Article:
An Alfred Pennyworth TV Series Is Pointless – Here’s Why
For whatever reason, we seemed to have missed the memo about the new Batman prequel series, Pennyworth. Announced back in May, the series is set to revolve around Batman’s trusty confidant and butler. Wait…what? Are you kidding us? Of all the great Batman characters that could have possibly been chosen, Alfred was the top pick? And does Pennyworth even offer a story worth telling?
Epix is behind the new series, with former Gotham showrunner Bruno Heller producing Pennyworth. The show is not directly related to Gotham. Instead, Pennyworth will explore Alfred’s backstory in the ’60s. Essentially, this is an origin story that’s a prequel of a prequel. Indeed, one of the most static and easily uninteresting characters in Batman canon is getting his own period-set series. This isn’t to say that Alfred is a bad character, it’s that he really only works when he’s paired with Batman / Bruce Wayne. If there’s no Bruce Wayne in the series, Alfred becomes a much less interesting choice to follow because his core dynamic is missing.
Aside from begging the question of whether we even need this series in the first place, Pennyworth also carries the stench of Gotham in tow. Moreover, it also raises concerns about whether there is enough lore to sustain a series about Alfred. Luckily, Thomas Wayne is set to make an appearance in the show, although the size of his role is still unclear. But there’s only so much to work with in terms of Thomas and Alfred’s backstory together. Even worse is the fact that there’s not really a definitive, quintessential backstory for either of the two characters.
Since his introduction in April 1943, Alfred has gone through various iterations in the comics. Originally, Alfred was intended to be comedic relief for Batman and Robin. Slowly but surely, Alfred morphed into the character we have a today. In 2013, Geoff Johns and artist Gary Frank created Batman: Earth One, which modernized Alfred’s origin. Based on the information we know about Pennyworth, that comic is likely to serve as the inspiration for the new series. But is that really enough to justify an entire series?
The new version of Alfred depicts a former soldier of the British Royal marines who is a skilled martial artist and sharpshooter. At one point, Alfred saves Thomas’ life, forging an indelible bond with Bruce’s father. It’s highly likely that Alfred and Thomas will team up in the new series, but this only muddies the waters even further. Thomas Wayne isn’t Bruce Wayne, and he’s not that interesting in his own right. Thomas is also a character we primarily know from Bruce’s perspective. He’s not exactly Howard Stark, in terms of personality or a memorable presence.
By learning more about Thomas and Alfred’s backstory, it’s harder for the audience to relate to them because it adds baggage to their characters that’s not necessarily needed. It could potentially lead the characters down the path of becoming irredeemable. With Alfred in particular, Pennyworth plans to explore how its title character reconciles “the kind-hearted boy he used to be with the cold, calculated killer he was forced to become.” This version of Alfred doesn’t even remotely sound like the character who is beloved by Batman fans. In fact, this new direction for the this show could potentially be destructive for Alfred’s reputation outside of the comic books.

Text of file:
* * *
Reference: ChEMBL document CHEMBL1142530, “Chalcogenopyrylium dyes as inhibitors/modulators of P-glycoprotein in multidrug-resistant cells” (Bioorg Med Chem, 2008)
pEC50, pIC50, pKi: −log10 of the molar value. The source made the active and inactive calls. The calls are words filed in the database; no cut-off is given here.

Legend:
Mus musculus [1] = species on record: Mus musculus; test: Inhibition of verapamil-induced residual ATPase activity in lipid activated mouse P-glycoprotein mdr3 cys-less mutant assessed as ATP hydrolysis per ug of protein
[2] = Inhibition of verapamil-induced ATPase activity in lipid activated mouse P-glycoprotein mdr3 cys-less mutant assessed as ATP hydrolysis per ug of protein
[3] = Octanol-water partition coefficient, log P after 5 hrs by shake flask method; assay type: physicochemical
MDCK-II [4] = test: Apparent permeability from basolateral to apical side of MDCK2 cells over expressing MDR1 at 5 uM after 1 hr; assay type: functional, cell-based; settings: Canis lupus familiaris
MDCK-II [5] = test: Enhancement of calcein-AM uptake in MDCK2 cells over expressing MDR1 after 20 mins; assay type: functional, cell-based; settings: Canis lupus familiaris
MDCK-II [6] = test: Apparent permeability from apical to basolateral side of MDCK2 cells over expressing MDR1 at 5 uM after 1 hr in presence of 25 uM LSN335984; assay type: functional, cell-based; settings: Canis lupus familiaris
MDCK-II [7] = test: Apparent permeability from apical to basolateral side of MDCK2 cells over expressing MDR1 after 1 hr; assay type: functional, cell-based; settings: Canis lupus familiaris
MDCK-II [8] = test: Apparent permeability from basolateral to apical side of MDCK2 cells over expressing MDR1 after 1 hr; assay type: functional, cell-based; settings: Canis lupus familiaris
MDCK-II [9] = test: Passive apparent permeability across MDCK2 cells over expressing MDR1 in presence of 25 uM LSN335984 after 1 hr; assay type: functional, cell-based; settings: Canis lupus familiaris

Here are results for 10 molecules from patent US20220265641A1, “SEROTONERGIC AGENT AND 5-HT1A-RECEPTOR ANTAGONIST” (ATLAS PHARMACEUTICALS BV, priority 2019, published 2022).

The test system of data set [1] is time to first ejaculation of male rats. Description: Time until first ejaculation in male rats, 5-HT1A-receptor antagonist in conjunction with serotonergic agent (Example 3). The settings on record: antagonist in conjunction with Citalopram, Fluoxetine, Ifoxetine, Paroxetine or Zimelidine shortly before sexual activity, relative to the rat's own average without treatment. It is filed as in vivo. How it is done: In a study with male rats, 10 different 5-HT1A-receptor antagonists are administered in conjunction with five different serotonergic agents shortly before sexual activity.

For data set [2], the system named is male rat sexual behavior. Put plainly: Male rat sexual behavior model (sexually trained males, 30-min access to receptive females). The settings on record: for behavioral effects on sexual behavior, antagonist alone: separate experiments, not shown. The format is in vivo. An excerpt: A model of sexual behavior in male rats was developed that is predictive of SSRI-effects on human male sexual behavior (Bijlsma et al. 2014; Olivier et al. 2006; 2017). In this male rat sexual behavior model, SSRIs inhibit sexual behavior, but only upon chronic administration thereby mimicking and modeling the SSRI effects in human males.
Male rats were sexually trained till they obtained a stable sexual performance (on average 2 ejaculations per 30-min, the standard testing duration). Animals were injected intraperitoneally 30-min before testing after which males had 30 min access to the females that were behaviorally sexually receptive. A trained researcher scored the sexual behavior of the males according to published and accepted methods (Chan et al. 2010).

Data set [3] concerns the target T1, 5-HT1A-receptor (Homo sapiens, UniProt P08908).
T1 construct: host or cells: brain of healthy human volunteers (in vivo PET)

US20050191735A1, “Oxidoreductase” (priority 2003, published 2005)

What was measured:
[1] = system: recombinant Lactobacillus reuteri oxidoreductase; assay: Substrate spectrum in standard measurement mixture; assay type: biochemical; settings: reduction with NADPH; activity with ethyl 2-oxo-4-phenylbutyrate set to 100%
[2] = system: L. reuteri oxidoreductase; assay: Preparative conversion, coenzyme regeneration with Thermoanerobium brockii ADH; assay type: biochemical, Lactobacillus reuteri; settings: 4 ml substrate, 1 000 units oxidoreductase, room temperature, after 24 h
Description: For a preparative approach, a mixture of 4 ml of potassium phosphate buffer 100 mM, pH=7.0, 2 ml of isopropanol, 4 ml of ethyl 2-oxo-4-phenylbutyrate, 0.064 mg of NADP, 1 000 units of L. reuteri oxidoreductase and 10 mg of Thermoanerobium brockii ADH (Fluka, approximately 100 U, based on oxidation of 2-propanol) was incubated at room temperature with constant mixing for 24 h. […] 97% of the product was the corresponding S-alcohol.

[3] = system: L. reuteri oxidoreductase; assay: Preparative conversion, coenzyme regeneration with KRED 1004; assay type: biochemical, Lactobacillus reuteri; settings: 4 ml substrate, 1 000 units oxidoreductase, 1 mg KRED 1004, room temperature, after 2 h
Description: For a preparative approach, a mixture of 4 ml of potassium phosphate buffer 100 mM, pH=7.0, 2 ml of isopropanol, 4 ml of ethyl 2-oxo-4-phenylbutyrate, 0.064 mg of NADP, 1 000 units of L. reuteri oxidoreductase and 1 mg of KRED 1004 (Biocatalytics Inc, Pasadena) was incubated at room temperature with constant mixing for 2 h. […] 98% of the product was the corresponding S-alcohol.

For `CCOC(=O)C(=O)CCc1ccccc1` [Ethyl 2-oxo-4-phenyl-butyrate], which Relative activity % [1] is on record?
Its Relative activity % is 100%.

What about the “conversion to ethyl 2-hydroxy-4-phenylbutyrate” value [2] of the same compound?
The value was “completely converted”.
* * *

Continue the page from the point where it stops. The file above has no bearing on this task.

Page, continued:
Can a ’60s era story about Alfred Pennyworth become a viable piece of television entertainment? Gotham has suffered a steadily declined in viewership since it’s premiere. If Gotham can’t hold on to a sizable audience, what makes Epix think that a show like Pennyworth would? In many ways, it feels like a bit of a paradoxical move in terms of both business and fan appeal. In other words, nobody really seems to want the series.
If Gotham is the weirdest interpretation of Batman lore that we’ve seen thus far, then Pennyworth might very well be the most unnecessary. To be fair, there’s precedent for unlikely comic book prequel series. Much like Pennyworth is attempting to do, Smallville managed to get several seasons out of an extended Superman origin story. The major difference between Smallville and Pennyworth is the fact that Superman has more than enough lore to fill a prequel series. Even Gotham had enough characters and potential to justify itself, even though it arguably never lived up to what it could have been Pennyworth doesn’t even have that kind of upside. At best, it’s barely Batman-adjacent.
There’s a good possibility that Pennyworth could end up being just a one-off season of television. If this were to be the case, then it could work. And if Pennyworth can capture the right tone for it’s setting and characters, then it could be enjoyable…and hopefully even entertaining! But the fact remains that a prequel series about Alfred Pennyworth is likely to be silly fun at best, and completely pointless at worst.
What do you think? Is Alfred worthy of his own TV series? Let us know in the comments below!